And what we should do about it? One former history teacher looks at a very real difficulty faced by schools every day. The most significant challenge that every school in this country now faces is to bridge the educational attainment gap between the “haves” and “the have nots”; to ensure the achievement of disadvantaged students equals or even exceeds that of their more affluent peers. The government has made this one of its top priorities, throwing a large part of the education budget at it.

Abolish academy funding agreements, thinktank says Adi Bloom And Eleanor Busby

by TES, January 15, 2016

Academies’ funding agreements are inconsistent and bureaucratic, and risk tying individual schools to poorly performing chains, according to a leading thinktank.
Ministers should dramatically reform the way in which academies are governed, the Institute for Public Policy Research (IPPR) has argued.

Exclusive: schools not taking full advantage of technology, YouGov poll reveals

by TES, January 15, 2016

More than half of heads do not believe that their school takes full advantage of the benefits of technology, new research shows.
A YouGov survey on behalf of TES reveals that 54 per cent of heads believe that their school could do more to utilise technology.
The concern is echoed more widely among senior leaders, with 51 per cent of assistant heads and 52 per cent of other leaders saying that not enough is made of ed tech in school.

Students come up with three ideas for inventions every day, research suggests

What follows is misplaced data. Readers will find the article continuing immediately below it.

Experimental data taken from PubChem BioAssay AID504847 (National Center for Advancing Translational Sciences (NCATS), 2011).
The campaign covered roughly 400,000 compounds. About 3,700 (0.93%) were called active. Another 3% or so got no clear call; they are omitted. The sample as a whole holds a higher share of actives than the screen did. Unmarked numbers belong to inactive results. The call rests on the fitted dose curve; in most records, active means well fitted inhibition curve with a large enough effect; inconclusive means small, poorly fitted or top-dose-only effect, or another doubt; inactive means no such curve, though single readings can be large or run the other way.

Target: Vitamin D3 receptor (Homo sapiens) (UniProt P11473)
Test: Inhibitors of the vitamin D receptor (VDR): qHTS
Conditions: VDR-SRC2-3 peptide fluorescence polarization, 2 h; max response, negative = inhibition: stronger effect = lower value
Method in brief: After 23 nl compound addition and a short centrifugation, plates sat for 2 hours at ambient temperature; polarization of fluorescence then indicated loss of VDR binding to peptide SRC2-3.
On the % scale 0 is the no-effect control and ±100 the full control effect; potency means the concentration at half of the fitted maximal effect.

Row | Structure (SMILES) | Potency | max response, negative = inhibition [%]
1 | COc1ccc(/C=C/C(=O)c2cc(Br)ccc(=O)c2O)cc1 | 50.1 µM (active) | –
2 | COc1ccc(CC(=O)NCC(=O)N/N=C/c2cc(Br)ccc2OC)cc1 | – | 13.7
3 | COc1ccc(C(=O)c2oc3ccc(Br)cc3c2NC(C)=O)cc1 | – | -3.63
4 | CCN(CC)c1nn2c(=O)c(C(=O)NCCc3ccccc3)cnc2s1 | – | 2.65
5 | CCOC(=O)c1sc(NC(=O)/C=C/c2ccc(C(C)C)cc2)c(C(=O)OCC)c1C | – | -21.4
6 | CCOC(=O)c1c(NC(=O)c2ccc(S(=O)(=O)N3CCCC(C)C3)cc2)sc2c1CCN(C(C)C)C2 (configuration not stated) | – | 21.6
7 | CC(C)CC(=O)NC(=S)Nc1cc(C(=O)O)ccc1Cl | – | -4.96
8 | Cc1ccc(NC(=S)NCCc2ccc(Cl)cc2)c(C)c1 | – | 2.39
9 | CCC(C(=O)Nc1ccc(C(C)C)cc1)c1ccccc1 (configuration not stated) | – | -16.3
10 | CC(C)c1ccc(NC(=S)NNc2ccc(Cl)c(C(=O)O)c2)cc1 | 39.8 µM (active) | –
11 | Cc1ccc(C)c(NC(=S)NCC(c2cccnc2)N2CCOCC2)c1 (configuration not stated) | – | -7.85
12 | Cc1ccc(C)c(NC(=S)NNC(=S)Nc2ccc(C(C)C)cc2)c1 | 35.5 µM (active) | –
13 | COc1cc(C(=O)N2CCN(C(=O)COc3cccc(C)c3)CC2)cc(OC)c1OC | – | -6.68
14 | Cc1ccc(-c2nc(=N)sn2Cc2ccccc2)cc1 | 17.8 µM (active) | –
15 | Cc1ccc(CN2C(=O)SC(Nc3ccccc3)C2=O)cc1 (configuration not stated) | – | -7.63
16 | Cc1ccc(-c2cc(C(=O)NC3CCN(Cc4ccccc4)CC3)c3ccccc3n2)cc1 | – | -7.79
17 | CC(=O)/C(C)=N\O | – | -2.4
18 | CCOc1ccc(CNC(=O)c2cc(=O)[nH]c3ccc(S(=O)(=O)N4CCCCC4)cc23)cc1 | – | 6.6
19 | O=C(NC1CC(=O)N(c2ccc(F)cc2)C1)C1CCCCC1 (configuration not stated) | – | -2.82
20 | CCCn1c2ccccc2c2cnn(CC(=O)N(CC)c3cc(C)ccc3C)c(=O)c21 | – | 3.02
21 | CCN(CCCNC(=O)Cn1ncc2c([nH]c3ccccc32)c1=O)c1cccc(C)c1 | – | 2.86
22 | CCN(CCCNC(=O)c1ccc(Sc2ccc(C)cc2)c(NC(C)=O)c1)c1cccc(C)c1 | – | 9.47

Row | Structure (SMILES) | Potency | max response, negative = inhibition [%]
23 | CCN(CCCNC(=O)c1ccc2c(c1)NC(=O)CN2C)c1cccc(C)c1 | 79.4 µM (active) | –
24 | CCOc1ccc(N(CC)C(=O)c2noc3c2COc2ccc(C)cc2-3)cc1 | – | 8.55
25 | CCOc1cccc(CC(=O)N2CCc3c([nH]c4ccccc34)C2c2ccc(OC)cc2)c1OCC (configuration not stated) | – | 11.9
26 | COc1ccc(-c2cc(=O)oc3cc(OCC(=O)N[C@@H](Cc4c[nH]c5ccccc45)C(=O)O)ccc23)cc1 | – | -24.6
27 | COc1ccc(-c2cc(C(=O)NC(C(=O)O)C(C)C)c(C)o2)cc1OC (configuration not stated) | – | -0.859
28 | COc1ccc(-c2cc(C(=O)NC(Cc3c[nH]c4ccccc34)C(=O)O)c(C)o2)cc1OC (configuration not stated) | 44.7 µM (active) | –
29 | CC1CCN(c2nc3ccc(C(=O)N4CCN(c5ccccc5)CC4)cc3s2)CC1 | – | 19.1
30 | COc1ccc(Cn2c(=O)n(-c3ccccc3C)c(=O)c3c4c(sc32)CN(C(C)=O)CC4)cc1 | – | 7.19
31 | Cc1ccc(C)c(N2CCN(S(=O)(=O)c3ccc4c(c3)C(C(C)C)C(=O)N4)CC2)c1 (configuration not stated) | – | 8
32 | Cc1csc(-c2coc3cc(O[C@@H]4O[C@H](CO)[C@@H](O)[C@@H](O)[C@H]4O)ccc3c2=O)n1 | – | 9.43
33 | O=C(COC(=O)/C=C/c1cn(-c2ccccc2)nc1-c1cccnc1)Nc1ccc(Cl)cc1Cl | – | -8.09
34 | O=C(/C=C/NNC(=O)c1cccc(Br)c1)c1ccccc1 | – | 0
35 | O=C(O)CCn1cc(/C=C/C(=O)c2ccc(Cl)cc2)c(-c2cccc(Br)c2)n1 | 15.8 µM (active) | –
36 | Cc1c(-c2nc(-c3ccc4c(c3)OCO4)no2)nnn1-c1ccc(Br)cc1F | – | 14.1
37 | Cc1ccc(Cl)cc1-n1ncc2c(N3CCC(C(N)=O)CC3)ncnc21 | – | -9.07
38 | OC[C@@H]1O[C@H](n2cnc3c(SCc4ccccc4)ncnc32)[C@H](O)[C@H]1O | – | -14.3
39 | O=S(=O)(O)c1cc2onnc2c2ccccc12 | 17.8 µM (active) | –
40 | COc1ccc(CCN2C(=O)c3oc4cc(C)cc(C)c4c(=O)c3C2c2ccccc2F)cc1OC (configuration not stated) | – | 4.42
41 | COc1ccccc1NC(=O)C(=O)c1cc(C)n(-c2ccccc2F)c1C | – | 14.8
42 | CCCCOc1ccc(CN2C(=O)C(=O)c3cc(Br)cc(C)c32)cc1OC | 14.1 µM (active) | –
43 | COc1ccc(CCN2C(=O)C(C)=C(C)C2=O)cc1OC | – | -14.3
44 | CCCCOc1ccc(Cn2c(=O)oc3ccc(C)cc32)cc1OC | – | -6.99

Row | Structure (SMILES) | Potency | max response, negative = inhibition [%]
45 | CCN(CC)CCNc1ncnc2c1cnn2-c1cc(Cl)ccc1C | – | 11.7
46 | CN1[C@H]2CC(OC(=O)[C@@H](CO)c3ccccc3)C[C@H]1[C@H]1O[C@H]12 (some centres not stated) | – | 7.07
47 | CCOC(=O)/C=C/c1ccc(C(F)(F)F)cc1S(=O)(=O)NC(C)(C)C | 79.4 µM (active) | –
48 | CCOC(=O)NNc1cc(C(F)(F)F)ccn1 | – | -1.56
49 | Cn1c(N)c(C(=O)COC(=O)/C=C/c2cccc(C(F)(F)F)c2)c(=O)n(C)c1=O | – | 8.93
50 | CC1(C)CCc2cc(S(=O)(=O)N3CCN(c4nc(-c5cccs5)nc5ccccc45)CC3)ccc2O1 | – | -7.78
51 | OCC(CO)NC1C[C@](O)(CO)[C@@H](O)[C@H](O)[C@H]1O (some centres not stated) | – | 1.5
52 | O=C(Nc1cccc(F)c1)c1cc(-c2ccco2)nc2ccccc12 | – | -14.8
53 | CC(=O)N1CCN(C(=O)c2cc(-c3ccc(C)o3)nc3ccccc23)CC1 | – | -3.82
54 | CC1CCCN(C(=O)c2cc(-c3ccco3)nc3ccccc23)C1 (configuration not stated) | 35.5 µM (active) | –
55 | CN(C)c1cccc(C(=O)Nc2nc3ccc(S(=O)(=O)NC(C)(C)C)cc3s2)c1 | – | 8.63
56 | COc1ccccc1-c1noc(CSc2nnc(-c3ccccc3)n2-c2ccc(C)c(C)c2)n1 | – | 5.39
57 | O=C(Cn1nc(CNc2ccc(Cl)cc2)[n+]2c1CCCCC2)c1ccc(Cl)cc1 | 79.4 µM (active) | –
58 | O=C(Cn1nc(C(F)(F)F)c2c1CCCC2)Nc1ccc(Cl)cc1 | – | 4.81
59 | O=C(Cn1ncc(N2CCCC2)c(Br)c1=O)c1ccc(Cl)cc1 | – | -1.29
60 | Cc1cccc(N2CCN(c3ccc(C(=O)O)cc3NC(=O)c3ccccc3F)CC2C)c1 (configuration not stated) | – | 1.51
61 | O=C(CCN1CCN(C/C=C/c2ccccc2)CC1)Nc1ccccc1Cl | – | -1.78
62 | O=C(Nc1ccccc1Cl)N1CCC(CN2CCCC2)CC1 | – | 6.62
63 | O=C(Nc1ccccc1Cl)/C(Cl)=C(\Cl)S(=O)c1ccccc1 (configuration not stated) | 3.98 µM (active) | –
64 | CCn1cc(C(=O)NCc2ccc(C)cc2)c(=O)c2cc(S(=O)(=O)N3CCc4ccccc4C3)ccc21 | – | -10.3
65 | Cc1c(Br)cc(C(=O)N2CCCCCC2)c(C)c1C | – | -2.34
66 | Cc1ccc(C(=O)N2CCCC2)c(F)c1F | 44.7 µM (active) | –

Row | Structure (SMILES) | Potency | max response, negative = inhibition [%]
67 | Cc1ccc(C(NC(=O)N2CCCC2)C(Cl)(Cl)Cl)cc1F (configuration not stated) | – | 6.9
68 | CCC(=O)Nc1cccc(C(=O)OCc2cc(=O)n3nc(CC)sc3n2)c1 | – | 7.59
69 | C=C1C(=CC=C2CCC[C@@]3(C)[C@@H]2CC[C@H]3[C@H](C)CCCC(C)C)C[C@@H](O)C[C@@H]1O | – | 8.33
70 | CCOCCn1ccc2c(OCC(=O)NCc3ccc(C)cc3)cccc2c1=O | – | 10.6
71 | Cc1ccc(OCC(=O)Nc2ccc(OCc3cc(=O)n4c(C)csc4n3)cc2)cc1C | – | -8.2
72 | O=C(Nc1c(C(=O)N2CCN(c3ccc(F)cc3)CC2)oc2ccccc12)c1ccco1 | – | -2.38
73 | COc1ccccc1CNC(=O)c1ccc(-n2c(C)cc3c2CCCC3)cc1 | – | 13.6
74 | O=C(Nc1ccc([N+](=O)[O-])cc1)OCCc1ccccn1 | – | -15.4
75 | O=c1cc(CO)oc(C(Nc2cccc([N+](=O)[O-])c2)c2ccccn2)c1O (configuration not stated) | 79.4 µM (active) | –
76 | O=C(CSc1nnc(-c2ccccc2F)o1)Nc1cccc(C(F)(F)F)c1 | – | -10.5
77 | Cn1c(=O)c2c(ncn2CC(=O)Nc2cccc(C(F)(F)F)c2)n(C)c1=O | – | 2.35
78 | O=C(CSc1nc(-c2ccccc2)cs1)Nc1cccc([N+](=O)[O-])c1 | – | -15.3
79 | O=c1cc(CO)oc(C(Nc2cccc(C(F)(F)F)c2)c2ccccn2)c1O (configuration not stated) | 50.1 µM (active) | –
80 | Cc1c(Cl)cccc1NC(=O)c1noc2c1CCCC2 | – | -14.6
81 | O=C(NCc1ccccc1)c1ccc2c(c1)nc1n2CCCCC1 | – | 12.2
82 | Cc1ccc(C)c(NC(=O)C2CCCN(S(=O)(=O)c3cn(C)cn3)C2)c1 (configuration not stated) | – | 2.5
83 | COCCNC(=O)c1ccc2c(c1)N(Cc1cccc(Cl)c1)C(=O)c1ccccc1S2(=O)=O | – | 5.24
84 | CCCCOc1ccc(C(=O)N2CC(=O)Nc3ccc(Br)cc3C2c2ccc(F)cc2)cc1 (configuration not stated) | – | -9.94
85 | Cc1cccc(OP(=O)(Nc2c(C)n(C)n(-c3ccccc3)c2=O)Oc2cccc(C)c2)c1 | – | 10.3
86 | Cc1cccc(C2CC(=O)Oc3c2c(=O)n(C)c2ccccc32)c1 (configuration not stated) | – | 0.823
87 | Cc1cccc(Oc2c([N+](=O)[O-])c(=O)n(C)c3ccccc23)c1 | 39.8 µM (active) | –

by TES, January 14, 2016

Teenagers come up with three ideas for new inventions every day, on average, but many feel unsupported in making them become a reality, a report finds.
Research by the government-backed Your Life campaign, which aims to increase the uptake of maths and physics A levels, finds that 91 per cent of young people came up with ideas and inventions every day.

From the editor: 'Stop typecasting teachers as technophobes'

by TES, January 14, 2016

Silicon Valley often likes to portray teachers as Luddites, lumbering slowly from blackboard to whiteboard. It is their conservative and fearful attitude to technology, so the argument goes, that is stopping pupils from accessing the wondrous digital world that could transform learning. That is, of course, complete nonsense. Teachers are not, by and large, resistant to technology. What they are, however, is immensely practical – as they are with any potentially useful teaching resources that they can get their hands on, whether they be cardboard and glitter or video clips and Raspberry Pis.

The increasing reliance on external assessment at all stages points to the fact that teachers are simply not trusted by the government